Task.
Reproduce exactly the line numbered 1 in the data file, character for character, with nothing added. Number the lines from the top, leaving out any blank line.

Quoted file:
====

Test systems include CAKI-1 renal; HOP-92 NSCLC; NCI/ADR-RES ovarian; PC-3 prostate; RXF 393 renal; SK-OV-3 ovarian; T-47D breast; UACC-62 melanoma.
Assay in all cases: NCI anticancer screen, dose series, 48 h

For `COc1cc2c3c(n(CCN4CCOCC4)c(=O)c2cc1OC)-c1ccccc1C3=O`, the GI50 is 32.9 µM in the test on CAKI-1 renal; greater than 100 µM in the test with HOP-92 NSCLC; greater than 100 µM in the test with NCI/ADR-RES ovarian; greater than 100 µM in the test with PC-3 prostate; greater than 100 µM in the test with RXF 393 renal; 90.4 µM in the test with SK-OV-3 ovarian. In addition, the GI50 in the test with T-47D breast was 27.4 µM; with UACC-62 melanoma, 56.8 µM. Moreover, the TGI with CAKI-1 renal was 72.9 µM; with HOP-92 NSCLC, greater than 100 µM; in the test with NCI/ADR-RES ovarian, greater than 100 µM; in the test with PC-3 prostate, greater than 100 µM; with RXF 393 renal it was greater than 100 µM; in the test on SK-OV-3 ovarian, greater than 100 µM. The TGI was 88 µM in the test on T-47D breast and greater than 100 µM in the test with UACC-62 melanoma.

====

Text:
Test systems include CAKI-1 renal; HOP-92 NSCLC; NCI/ADR-RES ovarian; PC-3 prostate; RXF 393 renal; SK-OV-3 ovarian; T-47D breast; UACC-62 melanoma.